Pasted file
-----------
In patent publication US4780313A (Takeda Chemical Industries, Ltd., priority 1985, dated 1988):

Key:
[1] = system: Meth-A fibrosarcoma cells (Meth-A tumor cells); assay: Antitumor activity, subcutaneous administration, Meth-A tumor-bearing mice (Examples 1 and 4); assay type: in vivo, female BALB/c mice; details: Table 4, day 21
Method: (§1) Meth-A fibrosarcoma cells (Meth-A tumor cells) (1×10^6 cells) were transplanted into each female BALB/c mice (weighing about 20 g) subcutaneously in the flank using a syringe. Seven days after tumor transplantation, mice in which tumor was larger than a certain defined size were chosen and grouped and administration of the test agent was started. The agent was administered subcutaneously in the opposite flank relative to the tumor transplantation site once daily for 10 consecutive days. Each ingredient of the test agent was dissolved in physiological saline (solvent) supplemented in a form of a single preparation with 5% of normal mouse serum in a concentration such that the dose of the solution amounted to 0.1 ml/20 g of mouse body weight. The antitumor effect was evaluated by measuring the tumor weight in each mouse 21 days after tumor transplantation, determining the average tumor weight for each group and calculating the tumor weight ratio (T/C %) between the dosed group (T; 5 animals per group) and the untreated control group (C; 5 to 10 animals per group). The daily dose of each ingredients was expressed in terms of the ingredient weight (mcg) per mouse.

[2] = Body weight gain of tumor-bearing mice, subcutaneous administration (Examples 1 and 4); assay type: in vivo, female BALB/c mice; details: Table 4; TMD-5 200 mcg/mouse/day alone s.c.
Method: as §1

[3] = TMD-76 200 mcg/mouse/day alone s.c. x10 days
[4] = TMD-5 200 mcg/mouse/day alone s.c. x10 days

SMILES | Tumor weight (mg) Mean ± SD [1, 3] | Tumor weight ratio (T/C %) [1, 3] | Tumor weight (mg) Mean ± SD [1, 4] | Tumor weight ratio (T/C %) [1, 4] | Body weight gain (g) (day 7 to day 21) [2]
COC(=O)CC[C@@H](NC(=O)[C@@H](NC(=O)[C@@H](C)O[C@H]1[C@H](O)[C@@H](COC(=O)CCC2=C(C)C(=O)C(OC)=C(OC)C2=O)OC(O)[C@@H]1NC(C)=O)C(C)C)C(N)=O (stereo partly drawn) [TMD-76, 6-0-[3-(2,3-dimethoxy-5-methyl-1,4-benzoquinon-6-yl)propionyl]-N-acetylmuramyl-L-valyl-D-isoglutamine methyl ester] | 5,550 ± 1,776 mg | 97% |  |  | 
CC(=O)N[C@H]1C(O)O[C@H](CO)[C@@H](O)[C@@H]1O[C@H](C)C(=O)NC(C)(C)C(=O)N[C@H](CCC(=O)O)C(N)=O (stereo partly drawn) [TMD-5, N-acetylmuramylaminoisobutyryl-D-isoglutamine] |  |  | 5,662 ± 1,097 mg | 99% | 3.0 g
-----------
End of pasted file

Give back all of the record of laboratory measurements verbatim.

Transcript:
In patent publication US4780313A (Takeda Chemical Industries, Ltd., priority 1985, dated 1988):

Key:
[1] = system: Meth-A fibrosarcoma cells (Meth-A tumor cells); assay: Antitumor activity, subcutaneous administration, Meth-A tumor-bearing mice (Examples 1 and 4); assay type: in vivo, female BALB/c mice; details: Table 4, day 21
Method: (§1) Meth-A fibrosarcoma cells (Meth-A tumor cells) (1×10^6 cells) were transplanted into each female BALB/c mice (weighing about 20 g) subcutaneously in the flank using a syringe. Seven days after tumor transplantation, mice in which tumor was larger than a certain defined size were chosen and grouped and administration of the test agent was started. The agent was administered subcutaneously in the opposite flank relative to the tumor transplantation site once daily for 10 consecutive days. Each ingredient of the test agent was dissolved in physiological saline (solvent) supplemented in a form of a single preparation with 5% of normal mouse serum in a concentration such that the dose of the solution amounted to 0.1 ml/20 g of mouse body weight. The antitumor effect was evaluated by measuring the tumor weight in each mouse 21 days after tumor transplantation, determining the average tumor weight for each group and calculating the tumor weight ratio (T/C %) between the dosed group (T; 5 animals per group) and the untreated control group (C; 5 to 10 animals per group). The daily dose of each ingredients was expressed in terms of the ingredient weight (mcg) per mouse.

[2] = Body weight gain of tumor-bearing mice, subcutaneous administration (Examples 1 and 4); assay type: in vivo, female BALB/c mice; details: Table 4; TMD-5 200 mcg/mouse/day alone s.c.
Method: as §1

[3] = TMD-76 200 mcg/mouse/day alone s.c. x10 days
[4] = TMD-5 200 mcg/mouse/day alone s.c. x10 days

SMILES | Tumor weight (mg) Mean ± SD [1, 3] | Tumor weight ratio (T/C %) [1, 3] | Tumor weight (mg) Mean ± SD [1, 4] | Tumor weight ratio (T/C %) [1, 4] | Body weight gain (g) (day 7 to day 21) [2]
COC(=O)CC[C@@H](NC(=O)[C@@H](NC(=O)[C@@H](C)O[C@H]1[C@H](O)[C@@H](COC(=O)CCC2=C(C)C(=O)C(OC)=C(OC)C2=O)OC(O)[C@@H]1NC(C)=O)C(C)C)C(N)=O (stereo partly drawn) [TMD-76, 6-0-[3-(2,3-dimethoxy-5-methyl-1,4-benzoquinon-6-yl)propionyl]-N-acetylmuramyl-L-valyl-D-isoglutamine methyl ester] | 5,550 ± 1,776 mg | 97% |  |  | 
CC(=O)N[C@H]1C(O)O[C@H](CO)[C@@H](O)[C@@H]1O[C@H](C)C(=O)NC(C)(C)C(=O)N[C@H](CCC(=O)O)C(N)=O (stereo partly drawn) [TMD-5, N-acetylmuramylaminoisobutyryl-D-isoglutamine] |  |  | 5,662 ± 1,097 mg | 99% | 3.0 g